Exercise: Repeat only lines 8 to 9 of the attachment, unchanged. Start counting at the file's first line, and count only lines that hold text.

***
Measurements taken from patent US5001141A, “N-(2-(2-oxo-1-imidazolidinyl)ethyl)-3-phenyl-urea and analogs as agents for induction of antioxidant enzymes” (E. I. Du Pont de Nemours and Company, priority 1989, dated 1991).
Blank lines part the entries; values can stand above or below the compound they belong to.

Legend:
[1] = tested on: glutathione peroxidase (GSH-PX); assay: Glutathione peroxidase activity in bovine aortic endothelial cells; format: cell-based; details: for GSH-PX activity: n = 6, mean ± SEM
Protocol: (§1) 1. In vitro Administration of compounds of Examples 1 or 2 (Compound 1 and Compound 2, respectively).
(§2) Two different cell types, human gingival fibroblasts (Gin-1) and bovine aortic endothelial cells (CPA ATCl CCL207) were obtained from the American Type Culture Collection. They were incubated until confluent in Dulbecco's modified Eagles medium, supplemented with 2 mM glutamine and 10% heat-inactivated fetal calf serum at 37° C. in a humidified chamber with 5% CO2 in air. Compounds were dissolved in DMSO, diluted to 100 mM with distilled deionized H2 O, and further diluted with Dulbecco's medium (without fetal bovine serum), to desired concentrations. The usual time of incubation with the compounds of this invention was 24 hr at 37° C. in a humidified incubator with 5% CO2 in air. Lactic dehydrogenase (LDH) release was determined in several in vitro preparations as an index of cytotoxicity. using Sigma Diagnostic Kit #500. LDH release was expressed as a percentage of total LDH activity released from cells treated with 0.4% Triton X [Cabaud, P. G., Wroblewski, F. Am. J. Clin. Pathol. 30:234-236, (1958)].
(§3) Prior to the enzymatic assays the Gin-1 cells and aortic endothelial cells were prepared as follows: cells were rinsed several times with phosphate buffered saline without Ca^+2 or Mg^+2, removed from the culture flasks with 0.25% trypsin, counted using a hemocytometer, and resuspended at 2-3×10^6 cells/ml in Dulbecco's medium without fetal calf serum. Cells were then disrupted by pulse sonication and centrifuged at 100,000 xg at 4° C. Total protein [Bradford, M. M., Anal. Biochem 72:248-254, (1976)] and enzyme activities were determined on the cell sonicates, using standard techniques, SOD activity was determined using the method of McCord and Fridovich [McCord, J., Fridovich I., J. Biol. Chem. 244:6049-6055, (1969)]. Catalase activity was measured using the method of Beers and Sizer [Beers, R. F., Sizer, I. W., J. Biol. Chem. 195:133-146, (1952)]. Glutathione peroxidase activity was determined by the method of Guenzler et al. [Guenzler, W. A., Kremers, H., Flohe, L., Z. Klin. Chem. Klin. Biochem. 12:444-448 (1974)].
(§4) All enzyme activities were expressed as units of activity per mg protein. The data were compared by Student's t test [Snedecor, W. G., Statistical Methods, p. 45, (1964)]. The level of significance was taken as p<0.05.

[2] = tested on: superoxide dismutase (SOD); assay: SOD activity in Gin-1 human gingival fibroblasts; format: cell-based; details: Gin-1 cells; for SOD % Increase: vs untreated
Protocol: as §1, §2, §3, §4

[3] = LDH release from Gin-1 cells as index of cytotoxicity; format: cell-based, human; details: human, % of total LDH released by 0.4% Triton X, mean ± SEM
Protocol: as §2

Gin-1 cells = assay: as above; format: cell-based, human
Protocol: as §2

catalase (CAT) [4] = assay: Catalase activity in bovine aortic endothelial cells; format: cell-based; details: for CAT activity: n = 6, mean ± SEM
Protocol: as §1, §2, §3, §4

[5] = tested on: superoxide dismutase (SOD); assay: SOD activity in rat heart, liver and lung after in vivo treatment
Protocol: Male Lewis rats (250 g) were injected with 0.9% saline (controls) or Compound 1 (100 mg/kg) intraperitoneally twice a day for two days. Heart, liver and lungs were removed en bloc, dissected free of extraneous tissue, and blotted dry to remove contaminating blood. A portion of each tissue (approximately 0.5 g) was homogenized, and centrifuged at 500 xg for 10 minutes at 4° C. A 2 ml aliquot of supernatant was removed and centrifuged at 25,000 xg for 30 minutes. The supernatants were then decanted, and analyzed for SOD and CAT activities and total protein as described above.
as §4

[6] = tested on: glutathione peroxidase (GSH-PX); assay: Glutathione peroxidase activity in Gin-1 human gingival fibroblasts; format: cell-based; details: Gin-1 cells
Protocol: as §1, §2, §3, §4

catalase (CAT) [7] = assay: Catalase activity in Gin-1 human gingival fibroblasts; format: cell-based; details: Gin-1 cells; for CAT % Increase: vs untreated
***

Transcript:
(§4) All enzyme activities were expressed as units of activity per mg protein. The data were compared by Student's t test [Snedecor, W. G., Statistical Methods, p. 45, (1964)]. The level of significance was taken as p<0.05.

[2] = tested on: superoxide dismutase (SOD); assay: SOD activity in Gin-1 human gingival fibroblasts; format: cell-based; details: Gin-1 cells; for SOD % Increase: vs untreated